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Massachusetts Ballot Question On Patient Limits For Nurses Sparks Debate

Josh Landes
MNA nurses demonstrating at Berkshire Medical Center in Pittsfield, Massachusetts, in the midst of contract negotiations earlier this year.

The first ballot question in Massachusetts this November will ask voters whether to adopt new staffing standards for hospitals around the commonwealth. WAMC spoke to both sides of the hotly contested issue.

If Question 1 passes, it would require hospitals to abide by a specific patient-to-nurse ratio — at risk of a $25,000 fine.

“Right now, there is not a limit on the number of patients that we care for at one time," said Donna Stern. She has been a fulltime registered nurse for 13 years, specializing in psychiatric services. Stern works on an inpatient locked psych unit at Baystate Franklin Medical Center in Springfield, and is a member of the Massachusetts Nurses Association.

“Our union is the largest union that represents the largest amount of nurses in Massachusetts — 23,000 bedside nurses,” she told WAMC.

Right now, only intensive care units have limits on the number of patients that can be assigned to a single nurse.

“What that means for patient care when we are caring for too many patients, is that there are higher rates of death, there are higher rates of medication errors, there are higher rates of hospital based infections, there are higher rates of hospital readmissions,” said Stern.

The proposed law would expand those limits to all units of every hospital in the state. The MNA sees Question 1 as a remedy to a longstanding problem.

“That’s why we feel that people in the state of Massachusetts- they need to decide," Stern told WAMC. "Do you want safe patient care, or do you want to continue with the way things are?”

Its opponents see it as a whole new problem.

“We’re unable to meet the nursing levels called for in this mandated ratio provision, and even if we could, it would cost over $170 million," said David Matteodo. "We’re not sure where we would get that.”

Matteodo is the executive director of the Massachusetts Association of Behavioral Health Systems.

“We’re a statewide trade association of psychiatric and substance abuse hospitals and units in general hospitals," he told WAMC. "We have 45 members — we go all the way from Berkshire Medical Center to Cape Cod Hospital, and many in between.”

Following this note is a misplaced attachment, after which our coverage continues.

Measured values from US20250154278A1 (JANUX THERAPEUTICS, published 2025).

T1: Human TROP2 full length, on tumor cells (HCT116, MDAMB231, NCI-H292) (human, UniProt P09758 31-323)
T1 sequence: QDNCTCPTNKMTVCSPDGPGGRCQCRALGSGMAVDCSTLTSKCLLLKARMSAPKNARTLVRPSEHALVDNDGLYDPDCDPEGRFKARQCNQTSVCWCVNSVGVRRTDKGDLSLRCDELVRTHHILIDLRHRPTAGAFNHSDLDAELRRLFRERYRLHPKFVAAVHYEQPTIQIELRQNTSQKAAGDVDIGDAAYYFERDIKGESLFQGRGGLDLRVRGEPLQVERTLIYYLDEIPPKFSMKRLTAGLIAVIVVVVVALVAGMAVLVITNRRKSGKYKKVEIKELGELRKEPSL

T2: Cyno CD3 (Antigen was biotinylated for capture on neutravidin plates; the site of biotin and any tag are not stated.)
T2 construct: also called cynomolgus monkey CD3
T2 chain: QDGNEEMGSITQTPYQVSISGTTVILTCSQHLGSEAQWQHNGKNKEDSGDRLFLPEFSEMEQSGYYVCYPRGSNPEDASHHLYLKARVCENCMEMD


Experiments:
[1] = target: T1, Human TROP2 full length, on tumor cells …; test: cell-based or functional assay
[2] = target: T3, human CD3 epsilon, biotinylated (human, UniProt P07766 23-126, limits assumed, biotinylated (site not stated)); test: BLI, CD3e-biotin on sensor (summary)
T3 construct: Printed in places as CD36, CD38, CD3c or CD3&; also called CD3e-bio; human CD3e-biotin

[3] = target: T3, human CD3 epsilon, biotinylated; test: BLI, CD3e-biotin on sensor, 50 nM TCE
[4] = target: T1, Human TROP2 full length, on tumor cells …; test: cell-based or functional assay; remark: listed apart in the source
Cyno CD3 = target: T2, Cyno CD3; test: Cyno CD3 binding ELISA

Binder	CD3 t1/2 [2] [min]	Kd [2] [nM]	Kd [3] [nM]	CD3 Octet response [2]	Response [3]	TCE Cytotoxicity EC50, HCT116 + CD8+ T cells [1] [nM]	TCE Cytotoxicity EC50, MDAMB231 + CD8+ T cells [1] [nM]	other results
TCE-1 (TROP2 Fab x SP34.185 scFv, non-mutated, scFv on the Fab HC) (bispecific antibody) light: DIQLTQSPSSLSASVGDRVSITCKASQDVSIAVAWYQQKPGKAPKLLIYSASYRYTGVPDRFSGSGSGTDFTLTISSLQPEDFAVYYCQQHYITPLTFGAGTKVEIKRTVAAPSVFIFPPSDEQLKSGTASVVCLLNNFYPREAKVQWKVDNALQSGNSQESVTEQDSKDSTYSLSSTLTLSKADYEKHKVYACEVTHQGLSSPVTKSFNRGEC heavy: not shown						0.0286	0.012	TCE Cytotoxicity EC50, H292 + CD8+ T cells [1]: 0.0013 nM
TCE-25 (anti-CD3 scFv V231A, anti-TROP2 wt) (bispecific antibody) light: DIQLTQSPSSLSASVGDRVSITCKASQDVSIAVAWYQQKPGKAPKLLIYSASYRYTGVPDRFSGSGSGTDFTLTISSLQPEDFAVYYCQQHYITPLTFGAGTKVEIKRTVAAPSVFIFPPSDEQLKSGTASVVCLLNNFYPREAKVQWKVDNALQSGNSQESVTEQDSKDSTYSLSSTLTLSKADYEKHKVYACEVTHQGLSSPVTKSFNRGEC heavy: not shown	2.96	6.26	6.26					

Matteodo says it’s not about cutting down on nurses — it’s that there aren’t enough nurses to hire to meet the new levels Question 1 would require.

“We cannot hire 900 nurses, they don’t exist. I have a hospital that has 30 beds open now out of a total of 150 because of staffing issues," he said. "They cannot find the staff. This is an impossible mandate for our hospitals to meet, and we’d end up closing hospitals and closing beds.”

“What you hear the opposition saying is that they’re rigid limits," said Stern. She points to provisions of the law that requires the ratios to flex between different nurse assignments.

“What we’re saying is, the nurse can take care of less than four — one, two, three, up to four on a medical surgical unit," said Stern. "I’m a psych nurse, I wouldn’t take care of more than five patients at one time.”

She doesn’t buy that hospitals can’t afford the new staffing levels, noting many post yearly profit margins, sometimes in the hundreds of millions.

“Worcester, the UMass system — they closed 13 psychiatric beds last year, not because of a shortage of nurses or a shortage of money," Stern told WAMC. "They made $250 million. They just don’t want to have psychiatric beds because it’s not profitable.”

The Massachusetts Association of Behavioral Health Systems has described Question 1 passing as “devastating to both patients and the behavioral health system as a whole,” but Stern says the same law has been in place in California for the last 14 years without consequence.

“Not one hospital has closed because of this,” she said.

Voters will decide November 6th.

Josh Landes has been WAMC's Berkshire Bureau Chief since February 2018, following stints at WBGO Newark and WFMU East Orange. A passionate advocate for Western Massachusetts, Landes was raised in Pittsfield and attended Hampshire College in Amherst, receiving his bachelor's in Ethnomusicology and Radio Production. His free time is spent with his cat Harry, experimental electronic music, and exploring the woods.
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